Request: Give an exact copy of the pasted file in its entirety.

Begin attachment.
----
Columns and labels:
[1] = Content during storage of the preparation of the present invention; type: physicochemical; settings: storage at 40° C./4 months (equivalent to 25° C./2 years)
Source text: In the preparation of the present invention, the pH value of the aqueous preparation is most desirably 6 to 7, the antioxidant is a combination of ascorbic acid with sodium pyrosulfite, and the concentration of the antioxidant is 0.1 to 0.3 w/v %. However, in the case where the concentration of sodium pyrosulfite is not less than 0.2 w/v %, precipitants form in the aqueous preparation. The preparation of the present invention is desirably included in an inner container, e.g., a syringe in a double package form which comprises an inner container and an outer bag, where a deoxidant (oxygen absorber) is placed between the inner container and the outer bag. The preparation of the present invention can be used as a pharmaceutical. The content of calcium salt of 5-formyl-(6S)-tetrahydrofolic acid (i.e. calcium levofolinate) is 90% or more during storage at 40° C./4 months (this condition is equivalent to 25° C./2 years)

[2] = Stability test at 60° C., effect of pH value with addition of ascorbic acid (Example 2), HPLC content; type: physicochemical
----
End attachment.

Columns and labels:
[1] = Content during storage of the preparation of the present invention; type: physicochemical; settings: storage at 40° C./4 months (equivalent to 25° C./2 years)
Source text: In the preparation of the present invention, the pH value of the aqueous preparation is most desirably 6 to 7, the antioxidant is a combination of ascorbic acid with sodium pyrosulfite, and the concentration of the antioxidant is 0.1 to 0.3 w/v %. However, in the case where the concentration of sodium pyrosulfite is not less than 0.2 w/v %, precipitants form in the aqueous preparation. The preparation of the present invention is desirably included in an inner container, e.g., a syringe in a double package form which comprises an inner container and an outer bag, where a deoxidant (oxygen absorber) is placed between the inner container and the outer bag. The preparation of the present invention can be used as a pharmaceutical. The content of calcium salt of 5-formyl-(6S)-tetrahydrofolic acid (i.e. calcium levofolinate) is 90% or more during storage at 40° C./4 months (this condition is equivalent to 25° C./2 years)

[2] = Stability test at 60° C., effect of pH value with addition of ascorbic acid (Example 2), HPLC content; type: physicochemical